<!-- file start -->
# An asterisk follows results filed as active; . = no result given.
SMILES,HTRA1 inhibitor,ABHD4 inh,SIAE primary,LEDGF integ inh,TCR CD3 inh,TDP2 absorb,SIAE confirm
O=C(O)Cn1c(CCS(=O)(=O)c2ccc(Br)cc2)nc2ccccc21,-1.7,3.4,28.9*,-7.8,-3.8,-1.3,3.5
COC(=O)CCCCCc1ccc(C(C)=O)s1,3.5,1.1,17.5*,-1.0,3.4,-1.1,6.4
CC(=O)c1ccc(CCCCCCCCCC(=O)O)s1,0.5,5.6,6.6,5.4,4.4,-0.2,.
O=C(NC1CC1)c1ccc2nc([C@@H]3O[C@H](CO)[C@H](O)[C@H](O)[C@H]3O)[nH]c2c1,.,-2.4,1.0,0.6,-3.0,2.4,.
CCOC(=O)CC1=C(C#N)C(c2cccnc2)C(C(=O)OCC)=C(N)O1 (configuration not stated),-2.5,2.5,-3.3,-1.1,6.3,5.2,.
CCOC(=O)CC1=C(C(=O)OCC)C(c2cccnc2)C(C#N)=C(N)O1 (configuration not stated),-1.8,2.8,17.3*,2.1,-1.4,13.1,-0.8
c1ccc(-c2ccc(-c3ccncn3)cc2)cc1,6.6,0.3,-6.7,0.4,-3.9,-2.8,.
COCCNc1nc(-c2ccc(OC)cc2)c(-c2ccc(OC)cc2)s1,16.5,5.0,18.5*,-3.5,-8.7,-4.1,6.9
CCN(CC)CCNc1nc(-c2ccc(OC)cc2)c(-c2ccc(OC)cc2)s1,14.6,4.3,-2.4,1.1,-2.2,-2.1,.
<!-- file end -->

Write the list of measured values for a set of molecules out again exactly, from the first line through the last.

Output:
# An asterisk follows results filed as active; . = no result given.
SMILES,HTRA1 inhibitor,ABHD4 inh,SIAE primary,LEDGF integ inh,TCR CD3 inh,TDP2 absorb,SIAE confirm
O=C(O)Cn1c(CCS(=O)(=O)c2ccc(Br)cc2)nc2ccccc21,-1.7,3.4,28.9*,-7.8,-3.8,-1.3,3.5
COC(=O)CCCCCc1ccc(C(C)=O)s1,3.5,1.1,17.5*,-1.0,3.4,-1.1,6.4
CC(=O)c1ccc(CCCCCCCCCC(=O)O)s1,0.5,5.6,6.6,5.4,4.4,-0.2,.
O=C(NC1CC1)c1ccc2nc([C@@H]3O[C@H](CO)[C@H](O)[C@H](O)[C@H]3O)[nH]c2c1,.,-2.4,1.0,0.6,-3.0,2.4,.
CCOC(=O)CC1=C(C#N)C(c2cccnc2)C(C(=O)OCC)=C(N)O1 (configuration not stated),-2.5,2.5,-3.3,-1.1,6.3,5.2,.
CCOC(=O)CC1=C(C(=O)OCC)C(c2cccnc2)C(C#N)=C(N)O1 (configuration not stated),-1.8,2.8,17.3*,2.1,-1.4,13.1,-0.8
c1ccc(-c2ccc(-c3ccncn3)cc2)cc1,6.6,0.3,-6.7,0.4,-3.9,-2.8,.
COCCNc1nc(-c2ccc(OC)cc2)c(-c2ccc(OC)cc2)s1,16.5,5.0,18.5*,-3.5,-8.7,-4.1,6.9
CCN(CC)CCNc1nc(-c2ccc(OC)cc2)c(-c2ccc(OC)cc2)s1,14.6,4.3,-2.4,1.1,-2.2,-2.1,.